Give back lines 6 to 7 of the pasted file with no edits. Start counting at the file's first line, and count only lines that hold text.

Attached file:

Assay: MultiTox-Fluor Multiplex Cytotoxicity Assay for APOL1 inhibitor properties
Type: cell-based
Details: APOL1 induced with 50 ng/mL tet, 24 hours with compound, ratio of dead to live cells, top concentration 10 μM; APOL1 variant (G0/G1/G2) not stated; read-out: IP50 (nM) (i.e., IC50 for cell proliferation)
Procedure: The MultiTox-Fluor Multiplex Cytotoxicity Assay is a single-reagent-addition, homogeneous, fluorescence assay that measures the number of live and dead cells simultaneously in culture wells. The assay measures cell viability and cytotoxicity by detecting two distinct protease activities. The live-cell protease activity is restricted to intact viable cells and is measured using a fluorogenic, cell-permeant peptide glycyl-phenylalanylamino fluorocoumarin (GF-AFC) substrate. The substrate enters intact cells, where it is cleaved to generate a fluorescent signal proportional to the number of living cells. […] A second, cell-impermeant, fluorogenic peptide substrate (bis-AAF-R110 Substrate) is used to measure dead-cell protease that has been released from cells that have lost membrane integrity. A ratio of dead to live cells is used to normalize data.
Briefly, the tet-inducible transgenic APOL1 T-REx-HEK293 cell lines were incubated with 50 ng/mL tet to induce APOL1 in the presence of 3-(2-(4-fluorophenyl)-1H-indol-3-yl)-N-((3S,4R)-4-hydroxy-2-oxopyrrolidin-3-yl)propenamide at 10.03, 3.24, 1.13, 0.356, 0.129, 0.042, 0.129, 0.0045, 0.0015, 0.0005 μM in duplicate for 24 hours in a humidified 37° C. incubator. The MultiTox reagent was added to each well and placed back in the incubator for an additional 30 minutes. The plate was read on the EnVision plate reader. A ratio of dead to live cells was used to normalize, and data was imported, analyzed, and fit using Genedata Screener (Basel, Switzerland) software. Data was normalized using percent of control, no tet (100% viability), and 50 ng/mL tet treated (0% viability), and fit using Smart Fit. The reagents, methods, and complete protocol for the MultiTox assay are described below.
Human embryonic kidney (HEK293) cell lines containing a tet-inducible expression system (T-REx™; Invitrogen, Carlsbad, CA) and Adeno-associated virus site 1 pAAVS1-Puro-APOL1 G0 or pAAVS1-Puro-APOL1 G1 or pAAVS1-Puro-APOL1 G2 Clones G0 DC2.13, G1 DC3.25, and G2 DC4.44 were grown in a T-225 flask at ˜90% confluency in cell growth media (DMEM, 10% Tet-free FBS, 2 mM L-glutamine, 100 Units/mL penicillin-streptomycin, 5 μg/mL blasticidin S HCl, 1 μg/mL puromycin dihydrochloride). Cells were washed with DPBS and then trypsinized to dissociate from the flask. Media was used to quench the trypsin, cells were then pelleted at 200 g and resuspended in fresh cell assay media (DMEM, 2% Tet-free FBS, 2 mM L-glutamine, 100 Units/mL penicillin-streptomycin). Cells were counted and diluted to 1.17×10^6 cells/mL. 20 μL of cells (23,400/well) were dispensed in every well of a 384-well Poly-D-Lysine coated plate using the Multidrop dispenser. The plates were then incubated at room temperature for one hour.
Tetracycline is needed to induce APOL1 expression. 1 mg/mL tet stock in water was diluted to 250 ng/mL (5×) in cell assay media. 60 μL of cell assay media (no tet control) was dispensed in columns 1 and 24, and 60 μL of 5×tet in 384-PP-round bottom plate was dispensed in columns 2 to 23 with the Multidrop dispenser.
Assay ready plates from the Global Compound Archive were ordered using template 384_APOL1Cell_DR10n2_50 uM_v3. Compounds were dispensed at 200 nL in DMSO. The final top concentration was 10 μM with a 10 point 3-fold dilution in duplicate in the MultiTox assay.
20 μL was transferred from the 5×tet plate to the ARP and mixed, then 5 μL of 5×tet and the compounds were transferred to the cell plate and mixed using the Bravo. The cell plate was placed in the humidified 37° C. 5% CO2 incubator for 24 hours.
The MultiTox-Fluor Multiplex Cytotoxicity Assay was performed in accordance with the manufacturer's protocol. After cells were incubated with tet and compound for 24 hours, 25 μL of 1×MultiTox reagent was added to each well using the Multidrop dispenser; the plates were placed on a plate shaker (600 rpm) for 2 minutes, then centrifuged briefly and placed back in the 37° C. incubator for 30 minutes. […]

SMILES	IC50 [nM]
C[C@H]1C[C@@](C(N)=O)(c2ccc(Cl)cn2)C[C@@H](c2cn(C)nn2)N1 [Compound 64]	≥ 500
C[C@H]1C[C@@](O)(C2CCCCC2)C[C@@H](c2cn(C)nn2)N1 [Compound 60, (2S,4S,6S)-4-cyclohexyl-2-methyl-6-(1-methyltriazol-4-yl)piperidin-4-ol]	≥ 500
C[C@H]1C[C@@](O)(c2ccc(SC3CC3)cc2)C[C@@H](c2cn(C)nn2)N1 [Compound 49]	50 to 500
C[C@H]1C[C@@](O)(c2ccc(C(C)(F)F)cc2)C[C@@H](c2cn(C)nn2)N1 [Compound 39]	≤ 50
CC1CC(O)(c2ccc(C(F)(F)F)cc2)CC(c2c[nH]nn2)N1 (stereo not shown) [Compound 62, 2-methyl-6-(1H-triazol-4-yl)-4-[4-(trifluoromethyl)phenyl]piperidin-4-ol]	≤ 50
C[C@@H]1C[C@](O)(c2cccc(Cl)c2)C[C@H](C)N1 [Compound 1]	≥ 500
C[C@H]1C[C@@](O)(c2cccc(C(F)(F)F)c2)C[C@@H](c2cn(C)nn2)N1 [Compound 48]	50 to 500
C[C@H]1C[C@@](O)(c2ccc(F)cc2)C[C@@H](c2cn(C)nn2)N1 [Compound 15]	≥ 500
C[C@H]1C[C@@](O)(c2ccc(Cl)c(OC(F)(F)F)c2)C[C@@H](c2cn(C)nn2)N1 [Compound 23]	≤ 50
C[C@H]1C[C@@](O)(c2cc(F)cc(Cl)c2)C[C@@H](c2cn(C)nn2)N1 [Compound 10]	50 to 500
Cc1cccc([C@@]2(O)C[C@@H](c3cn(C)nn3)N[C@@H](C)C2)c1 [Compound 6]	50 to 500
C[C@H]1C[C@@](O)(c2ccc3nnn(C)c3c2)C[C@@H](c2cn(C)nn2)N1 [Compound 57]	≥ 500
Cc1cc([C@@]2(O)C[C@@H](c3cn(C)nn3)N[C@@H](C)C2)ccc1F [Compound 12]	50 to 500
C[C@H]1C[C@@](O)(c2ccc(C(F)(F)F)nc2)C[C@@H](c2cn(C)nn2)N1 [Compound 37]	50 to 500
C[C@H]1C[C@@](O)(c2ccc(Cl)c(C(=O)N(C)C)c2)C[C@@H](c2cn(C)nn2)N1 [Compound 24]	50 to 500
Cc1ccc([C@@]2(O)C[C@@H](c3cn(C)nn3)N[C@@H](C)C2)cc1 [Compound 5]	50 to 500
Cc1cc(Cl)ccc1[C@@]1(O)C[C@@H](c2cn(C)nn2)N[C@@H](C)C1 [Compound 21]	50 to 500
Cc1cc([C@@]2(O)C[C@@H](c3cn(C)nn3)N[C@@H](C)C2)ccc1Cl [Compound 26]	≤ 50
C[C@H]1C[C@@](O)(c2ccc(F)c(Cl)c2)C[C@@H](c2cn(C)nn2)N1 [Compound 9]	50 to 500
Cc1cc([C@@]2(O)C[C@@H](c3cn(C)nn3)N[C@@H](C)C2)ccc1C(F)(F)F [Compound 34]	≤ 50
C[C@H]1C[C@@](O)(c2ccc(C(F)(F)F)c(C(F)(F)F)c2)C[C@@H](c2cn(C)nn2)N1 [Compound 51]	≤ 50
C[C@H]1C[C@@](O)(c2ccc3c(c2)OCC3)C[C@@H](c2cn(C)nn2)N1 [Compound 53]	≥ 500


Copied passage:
Human embryonic kidney (HEK293) cell lines containing a tet-inducible expression system (T-REx™; Invitrogen, Carlsbad, CA) and Adeno-associated virus site 1 pAAVS1-Puro-APOL1 G0 or pAAVS1-Puro-APOL1 G1 or pAAVS1-Puro-APOL1 G2 Clones G0 DC2.13, G1 DC3.25, and G2 DC4.44 were grown in a T-225 flask at ˜90% confluency in cell growth media (DMEM, 10% Tet-free FBS, 2 mM L-glutamine, 100 Units/mL penicillin-streptomycin, 5 μg/mL blasticidin S HCl, 1 μg/mL puromycin dihydrochloride). Cells were washed with DPBS and then trypsinized to dissociate from the flask. Media was used to quench the trypsin, cells were then pelleted at 200 g and resuspended in fresh cell assay media (DMEM, 2% Tet-free FBS, 2 mM L-glutamine, 100 Units/mL penicillin-streptomycin). Cells were counted and diluted to 1.17×10^6 cells/mL. 20 μL of cells (23,400/well) were dispensed in every well of a 384-well Poly-D-Lysine coated plate using the Multidrop dispenser. The plates were then incubated at room temperature for one hour.
Tetracycline is needed to induce APOL1 expression. 1 mg/mL tet stock in water was diluted to 250 ng/mL (5×) in cell assay media. 60 μL of cell assay media (no tet control) was dispensed in columns 1 and 24, and 60 μL of 5×tet in 384-PP-round bottom plate was dispensed in columns 2 to 23 with the Multidrop dispenser.